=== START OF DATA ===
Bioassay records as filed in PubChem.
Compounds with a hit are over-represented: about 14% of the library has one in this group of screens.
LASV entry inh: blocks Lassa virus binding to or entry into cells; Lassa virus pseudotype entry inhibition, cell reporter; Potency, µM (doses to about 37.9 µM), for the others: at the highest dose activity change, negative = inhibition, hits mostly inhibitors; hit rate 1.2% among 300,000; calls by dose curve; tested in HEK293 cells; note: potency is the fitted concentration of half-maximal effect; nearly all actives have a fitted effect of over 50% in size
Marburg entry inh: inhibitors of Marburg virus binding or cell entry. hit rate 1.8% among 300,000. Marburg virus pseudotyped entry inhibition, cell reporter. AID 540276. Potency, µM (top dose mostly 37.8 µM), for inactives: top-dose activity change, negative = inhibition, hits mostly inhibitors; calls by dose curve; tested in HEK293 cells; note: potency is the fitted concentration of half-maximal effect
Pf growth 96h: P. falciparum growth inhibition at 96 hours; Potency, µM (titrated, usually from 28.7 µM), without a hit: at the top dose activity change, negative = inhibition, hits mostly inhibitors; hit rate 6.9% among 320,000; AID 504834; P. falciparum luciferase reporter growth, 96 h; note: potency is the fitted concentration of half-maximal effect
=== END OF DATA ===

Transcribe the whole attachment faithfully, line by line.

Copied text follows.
Bioassay records as filed in PubChem.
Compounds with a hit are over-represented: about 14% of the library has one in this group of screens.
LASV entry inh: blocks Lassa virus binding to or entry into cells; Lassa virus pseudotype entry inhibition, cell reporter; Potency, µM (doses to about 37.9 µM), for the others: at the highest dose activity change, negative = inhibition, hits mostly inhibitors; hit rate 1.2% among 300,000; calls by dose curve; tested in HEK293 cells; note: potency is the fitted concentration of half-maximal effect; nearly all actives have a fitted effect of over 50% in size
Marburg entry inh: inhibitors of Marburg virus binding or cell entry. hit rate 1.8% among 300,000. Marburg virus pseudotyped entry inhibition, cell reporter. AID 540276. Potency, µM (top dose mostly 37.8 µM), for inactives: top-dose activity change, negative = inhibition, hits mostly inhibitors; calls by dose curve; tested in HEK293 cells; note: potency is the fitted concentration of half-maximal effect
Pf growth 96h: P. falciparum growth inhibition at 96 hours; Potency, µM (titrated, usually from 28.7 µM), without a hit: at the top dose activity change, negative = inhibition, hits mostly inhibitors; hit rate 6.9% among 320,000; AID 504834; P. falciparum luciferase reporter growth, 96 h; note: potency is the fitted concentration of half-maximal effect